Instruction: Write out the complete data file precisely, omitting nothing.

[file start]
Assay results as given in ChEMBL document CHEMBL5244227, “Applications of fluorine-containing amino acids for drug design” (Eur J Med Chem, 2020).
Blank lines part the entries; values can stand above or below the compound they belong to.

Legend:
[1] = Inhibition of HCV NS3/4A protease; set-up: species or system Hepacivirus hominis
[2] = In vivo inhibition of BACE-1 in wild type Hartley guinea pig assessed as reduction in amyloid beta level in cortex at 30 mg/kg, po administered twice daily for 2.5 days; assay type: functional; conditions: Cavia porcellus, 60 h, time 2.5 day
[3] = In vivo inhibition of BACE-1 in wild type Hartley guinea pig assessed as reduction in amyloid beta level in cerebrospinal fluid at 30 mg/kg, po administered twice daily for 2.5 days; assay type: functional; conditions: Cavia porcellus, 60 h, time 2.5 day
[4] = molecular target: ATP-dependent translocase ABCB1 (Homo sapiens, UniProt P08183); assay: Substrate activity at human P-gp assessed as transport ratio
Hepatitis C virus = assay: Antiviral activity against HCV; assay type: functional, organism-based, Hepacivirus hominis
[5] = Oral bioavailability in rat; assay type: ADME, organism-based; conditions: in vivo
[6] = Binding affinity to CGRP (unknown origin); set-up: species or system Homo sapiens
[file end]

Assay results as given in ChEMBL document CHEMBL5244227, “Applications of fluorine-containing amino acids for drug design” (Eur J Med Chem, 2020).
Blank lines part the entries; values can stand above or below the compound they belong to.

Legend:
[1] = Inhibition of HCV NS3/4A protease; set-up: species or system Hepacivirus hominis
[2] = In vivo inhibition of BACE-1 in wild type Hartley guinea pig assessed as reduction in amyloid beta level in cortex at 30 mg/kg, po administered twice daily for 2.5 days; assay type: functional; conditions: Cavia porcellus, 60 h, time 2.5 day
[3] = In vivo inhibition of BACE-1 in wild type Hartley guinea pig assessed as reduction in amyloid beta level in cerebrospinal fluid at 30 mg/kg, po administered twice daily for 2.5 days; assay type: functional; conditions: Cavia porcellus, 60 h, time 2.5 day
[4] = molecular target: ATP-dependent translocase ABCB1 (Homo sapiens, UniProt P08183); assay: Substrate activity at human P-gp assessed as transport ratio
Hepatitis C virus = assay: Antiviral activity against HCV; assay type: functional, organism-based, Hepacivirus hominis
[5] = Oral bioavailability in rat; assay type: ADME, organism-based; conditions: in vivo
[6] = Binding affinity to CGRP (unknown origin); set-up: species or system Homo sapiens